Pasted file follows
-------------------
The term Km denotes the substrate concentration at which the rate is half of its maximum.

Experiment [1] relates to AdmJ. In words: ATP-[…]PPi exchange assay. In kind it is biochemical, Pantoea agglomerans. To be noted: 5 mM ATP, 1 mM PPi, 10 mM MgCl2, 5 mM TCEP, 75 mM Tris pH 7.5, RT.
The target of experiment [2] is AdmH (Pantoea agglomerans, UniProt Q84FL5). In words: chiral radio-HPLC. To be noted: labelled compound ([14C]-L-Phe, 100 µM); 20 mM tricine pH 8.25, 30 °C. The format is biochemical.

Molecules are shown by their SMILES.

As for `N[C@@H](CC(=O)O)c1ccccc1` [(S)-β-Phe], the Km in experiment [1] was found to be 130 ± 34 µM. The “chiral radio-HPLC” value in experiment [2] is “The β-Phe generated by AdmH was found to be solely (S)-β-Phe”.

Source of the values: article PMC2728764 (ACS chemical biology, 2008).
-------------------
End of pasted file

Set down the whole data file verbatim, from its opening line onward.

The term Km denotes the substrate concentration at which the rate is half of its maximum.

Experiment [1] relates to AdmJ. In words: ATP-[…]PPi exchange assay. In kind it is biochemical, Pantoea agglomerans. To be noted: 5 mM ATP, 1 mM PPi, 10 mM MgCl2, 5 mM TCEP, 75 mM Tris pH 7.5, RT.
The target of experiment [2] is AdmH (Pantoea agglomerans, UniProt Q84FL5). In words: chiral radio-HPLC. To be noted: labelled compound ([14C]-L-Phe, 100 µM); 20 mM tricine pH 8.25, 30 °C. The format is biochemical.

Molecules are shown by their SMILES.

As for `N[C@@H](CC(=O)O)c1ccccc1` [(S)-β-Phe], the Km in experiment [1] was found to be 130 ± 34 µM. The “chiral radio-HPLC” value in experiment [2] is “The β-Phe generated by AdmH was found to be solely (S)-β-Phe”.

Source of the values: article PMC2728764 (ACS chemical biology, 2008).